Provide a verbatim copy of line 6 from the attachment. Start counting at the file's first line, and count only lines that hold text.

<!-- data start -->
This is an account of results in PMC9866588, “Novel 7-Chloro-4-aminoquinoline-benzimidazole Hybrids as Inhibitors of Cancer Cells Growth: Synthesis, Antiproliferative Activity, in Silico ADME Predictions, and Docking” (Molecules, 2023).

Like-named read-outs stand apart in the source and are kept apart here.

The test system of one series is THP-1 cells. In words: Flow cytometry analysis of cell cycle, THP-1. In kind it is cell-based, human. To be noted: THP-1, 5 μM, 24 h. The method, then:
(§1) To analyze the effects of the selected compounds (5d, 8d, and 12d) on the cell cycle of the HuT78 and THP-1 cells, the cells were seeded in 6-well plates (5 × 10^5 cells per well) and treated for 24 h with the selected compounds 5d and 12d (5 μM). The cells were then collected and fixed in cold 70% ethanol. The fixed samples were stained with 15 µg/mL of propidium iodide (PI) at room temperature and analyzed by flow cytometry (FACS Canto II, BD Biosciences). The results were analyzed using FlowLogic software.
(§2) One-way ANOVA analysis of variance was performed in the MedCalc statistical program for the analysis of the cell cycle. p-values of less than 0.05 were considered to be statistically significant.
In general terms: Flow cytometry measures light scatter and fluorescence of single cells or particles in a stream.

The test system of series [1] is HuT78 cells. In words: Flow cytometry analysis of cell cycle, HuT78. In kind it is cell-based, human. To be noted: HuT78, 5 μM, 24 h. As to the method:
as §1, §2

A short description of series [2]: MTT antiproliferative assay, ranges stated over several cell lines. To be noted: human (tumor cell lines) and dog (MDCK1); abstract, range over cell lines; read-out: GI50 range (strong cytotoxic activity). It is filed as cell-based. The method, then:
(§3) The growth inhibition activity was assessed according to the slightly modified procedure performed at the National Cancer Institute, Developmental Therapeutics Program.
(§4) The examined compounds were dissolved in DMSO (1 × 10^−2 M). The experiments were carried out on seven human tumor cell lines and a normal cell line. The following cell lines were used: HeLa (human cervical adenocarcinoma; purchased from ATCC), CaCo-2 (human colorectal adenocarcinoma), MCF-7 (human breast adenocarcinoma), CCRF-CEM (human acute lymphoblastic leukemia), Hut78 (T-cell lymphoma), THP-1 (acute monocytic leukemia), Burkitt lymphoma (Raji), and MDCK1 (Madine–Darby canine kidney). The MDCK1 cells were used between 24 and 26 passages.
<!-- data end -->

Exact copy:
In general terms: Flow cytometry measures light scatter and fluorescence of single cells or particles in a stream.